What's Next for Alexandria's Waterfront?

The pending sale of historic industrial buildings in Alexandria is seen as crucial to spurring the Virginia city's waterfront redevelopment, and "fulfilling a new vision for the area."

The City of Alexandria is considering redevelopment of Robinson Terminal, a waterfront property valued at $30 million. Its current owner, The Washington Post Co. intends to sell the combined 600,000 SF of warehouse space located in two separate buildings at North and South Terminal, which are about half a mile apart.

"More than seven decades after they opened, the warehouses sit amid a patchwork of parks, low-rise office buildings, townhouses, shops and restaurants, remnants of an industrial era that existed before the waterfront evolved into a popular tourist destination and upscale neighborhood," report Jonathan O'Connell and Patricia Sullivan. "City officials, looking to further attract tourist business and expand Alexandria’s commercial tax base, consider the sites’ redevelopment critical to fulfilling a new vision for the area."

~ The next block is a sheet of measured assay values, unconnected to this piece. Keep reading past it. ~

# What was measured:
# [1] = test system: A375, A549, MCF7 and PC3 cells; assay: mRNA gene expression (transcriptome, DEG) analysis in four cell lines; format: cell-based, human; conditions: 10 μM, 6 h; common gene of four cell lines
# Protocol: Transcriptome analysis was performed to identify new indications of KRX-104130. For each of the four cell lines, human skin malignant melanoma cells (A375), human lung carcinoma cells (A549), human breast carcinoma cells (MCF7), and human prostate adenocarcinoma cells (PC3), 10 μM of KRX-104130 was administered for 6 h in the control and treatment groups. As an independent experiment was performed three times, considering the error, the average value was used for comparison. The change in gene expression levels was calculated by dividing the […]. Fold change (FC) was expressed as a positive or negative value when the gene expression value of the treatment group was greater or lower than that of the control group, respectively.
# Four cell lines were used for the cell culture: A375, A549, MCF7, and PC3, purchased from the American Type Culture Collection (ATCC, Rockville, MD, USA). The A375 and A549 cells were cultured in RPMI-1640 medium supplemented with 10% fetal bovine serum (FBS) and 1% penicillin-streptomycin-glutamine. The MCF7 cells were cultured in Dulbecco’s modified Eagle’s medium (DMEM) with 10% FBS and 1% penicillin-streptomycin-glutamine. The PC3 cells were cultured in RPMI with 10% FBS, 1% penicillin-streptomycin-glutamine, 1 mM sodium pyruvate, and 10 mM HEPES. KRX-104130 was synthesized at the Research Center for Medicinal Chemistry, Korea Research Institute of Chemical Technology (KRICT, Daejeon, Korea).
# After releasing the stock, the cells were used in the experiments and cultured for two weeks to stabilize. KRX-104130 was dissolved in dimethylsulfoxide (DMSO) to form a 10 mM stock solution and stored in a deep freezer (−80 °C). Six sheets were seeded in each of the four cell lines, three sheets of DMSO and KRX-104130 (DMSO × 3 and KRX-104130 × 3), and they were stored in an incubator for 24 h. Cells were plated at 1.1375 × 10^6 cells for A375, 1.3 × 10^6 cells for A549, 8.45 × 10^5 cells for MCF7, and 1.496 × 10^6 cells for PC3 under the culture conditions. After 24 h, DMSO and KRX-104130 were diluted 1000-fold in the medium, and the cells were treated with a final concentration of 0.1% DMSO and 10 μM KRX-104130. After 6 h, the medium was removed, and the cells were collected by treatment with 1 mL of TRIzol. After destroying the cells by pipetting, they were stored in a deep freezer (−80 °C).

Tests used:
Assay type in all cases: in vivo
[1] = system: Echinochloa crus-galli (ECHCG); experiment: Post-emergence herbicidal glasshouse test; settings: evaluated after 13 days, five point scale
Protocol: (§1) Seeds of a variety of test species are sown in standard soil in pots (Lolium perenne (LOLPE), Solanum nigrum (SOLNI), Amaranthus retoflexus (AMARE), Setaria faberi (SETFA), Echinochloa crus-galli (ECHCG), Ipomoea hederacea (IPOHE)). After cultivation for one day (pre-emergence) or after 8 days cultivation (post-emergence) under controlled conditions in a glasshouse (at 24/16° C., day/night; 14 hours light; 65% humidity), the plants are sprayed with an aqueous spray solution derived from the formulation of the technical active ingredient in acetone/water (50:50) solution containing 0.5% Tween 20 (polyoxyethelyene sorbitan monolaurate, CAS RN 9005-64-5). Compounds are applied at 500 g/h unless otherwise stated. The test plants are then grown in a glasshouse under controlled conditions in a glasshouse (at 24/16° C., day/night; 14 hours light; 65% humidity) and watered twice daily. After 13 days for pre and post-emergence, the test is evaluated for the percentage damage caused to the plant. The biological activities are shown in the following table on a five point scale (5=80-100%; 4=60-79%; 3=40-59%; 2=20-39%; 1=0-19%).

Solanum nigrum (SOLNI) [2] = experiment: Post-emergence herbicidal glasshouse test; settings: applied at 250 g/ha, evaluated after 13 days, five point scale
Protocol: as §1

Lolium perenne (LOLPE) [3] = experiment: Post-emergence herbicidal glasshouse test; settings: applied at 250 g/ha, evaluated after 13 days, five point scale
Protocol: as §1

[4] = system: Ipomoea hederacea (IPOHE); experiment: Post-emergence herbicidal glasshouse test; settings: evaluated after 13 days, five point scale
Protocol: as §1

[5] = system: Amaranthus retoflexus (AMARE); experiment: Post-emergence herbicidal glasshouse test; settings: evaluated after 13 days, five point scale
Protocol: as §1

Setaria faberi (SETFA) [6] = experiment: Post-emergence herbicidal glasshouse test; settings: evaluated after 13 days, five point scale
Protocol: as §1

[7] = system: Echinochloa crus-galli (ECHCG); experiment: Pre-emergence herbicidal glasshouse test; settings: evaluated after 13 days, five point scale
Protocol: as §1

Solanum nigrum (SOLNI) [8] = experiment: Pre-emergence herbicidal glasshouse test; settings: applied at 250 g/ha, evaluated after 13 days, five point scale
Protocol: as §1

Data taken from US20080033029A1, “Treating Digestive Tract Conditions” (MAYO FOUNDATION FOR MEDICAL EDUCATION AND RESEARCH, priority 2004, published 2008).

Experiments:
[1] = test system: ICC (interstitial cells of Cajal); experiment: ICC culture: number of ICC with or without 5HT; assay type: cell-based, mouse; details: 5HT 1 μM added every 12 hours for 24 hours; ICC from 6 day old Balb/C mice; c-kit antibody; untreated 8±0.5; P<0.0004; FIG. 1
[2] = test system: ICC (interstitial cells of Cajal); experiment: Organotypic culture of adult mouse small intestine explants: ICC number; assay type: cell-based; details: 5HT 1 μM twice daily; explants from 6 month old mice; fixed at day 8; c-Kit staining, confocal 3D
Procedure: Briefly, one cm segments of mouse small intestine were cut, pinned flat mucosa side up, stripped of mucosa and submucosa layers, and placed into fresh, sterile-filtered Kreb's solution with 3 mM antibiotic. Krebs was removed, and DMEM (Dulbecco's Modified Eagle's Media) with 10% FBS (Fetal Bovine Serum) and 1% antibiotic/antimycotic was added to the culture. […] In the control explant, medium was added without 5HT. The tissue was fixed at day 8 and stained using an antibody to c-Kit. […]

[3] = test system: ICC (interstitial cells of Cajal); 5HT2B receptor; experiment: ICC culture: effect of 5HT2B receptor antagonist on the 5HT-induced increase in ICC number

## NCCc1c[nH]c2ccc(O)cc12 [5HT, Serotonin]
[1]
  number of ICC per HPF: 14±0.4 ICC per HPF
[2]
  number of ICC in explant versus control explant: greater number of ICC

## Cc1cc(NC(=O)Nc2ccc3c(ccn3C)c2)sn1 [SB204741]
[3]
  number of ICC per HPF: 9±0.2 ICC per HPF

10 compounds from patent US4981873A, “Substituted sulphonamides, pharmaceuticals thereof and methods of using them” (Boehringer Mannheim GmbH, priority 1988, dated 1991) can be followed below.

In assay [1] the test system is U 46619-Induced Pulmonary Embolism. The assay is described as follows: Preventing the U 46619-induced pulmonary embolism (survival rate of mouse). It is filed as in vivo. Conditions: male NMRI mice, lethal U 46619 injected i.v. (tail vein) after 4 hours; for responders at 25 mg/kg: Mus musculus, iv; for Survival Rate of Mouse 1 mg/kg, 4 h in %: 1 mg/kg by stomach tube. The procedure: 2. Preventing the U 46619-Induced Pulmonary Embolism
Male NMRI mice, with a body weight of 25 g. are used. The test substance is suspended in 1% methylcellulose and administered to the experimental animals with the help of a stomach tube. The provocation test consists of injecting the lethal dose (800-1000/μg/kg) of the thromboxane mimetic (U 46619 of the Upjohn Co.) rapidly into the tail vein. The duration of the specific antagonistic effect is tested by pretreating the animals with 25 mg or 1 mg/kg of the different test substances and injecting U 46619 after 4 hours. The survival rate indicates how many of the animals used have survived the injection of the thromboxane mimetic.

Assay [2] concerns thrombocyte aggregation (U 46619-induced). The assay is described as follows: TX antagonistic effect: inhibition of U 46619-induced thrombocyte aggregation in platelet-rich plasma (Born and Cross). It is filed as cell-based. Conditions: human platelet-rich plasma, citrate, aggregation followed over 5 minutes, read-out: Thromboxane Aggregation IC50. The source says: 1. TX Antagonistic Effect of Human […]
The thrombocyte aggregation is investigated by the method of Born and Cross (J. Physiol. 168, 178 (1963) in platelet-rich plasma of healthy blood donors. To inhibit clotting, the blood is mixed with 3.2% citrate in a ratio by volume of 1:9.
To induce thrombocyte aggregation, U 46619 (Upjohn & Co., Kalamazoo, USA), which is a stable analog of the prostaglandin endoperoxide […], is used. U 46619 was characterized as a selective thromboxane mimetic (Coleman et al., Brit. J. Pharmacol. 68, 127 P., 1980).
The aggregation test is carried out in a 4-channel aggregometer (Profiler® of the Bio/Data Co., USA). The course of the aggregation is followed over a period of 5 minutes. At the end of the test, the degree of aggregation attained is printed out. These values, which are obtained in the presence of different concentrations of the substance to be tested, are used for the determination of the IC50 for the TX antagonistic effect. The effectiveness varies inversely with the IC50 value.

A land use plan adopted by the city council last year designates an eight block waterfront area - which includes Robinson Terminal - as a mixed-use redevelopment zone with a maximum of two 150-room hotels and plenty of commercial and residential space. The plan envisions uninterrupted public access to the waterfront.

Voices of dissent include preservationists who want to protect the industrial buildings for their historic value, open space advocate Friends of the Alexandria Waterfront and residents who are concerned that redeveloping the waterfront could be detrimental to Old Town.

The waterfront parcels are within walking distance of busy King Street, which is a major thoroughfare in Alexandria.

Full Story: Washington Post Co. subsidiary puts Alexandria warehouses up for sale


Brand new! Urban Grid City Collection

Each city has its own unique story. Commemorate where you came from or where you want to go.
Grids and Guide Red book cover

Grids & Guides

A notebook for visual thinkers. Available in red and black.
Book cover of Where Things Are from Near to Far

Where Things Are From Near to Far

This engaging children's book about planning illustrates that "every building has its place."
Planetizen Courses image ad

Planetizen Courses

Advance your career with subscription-based online courses tailored to the urban planning professional.
Starting at $16.95 a month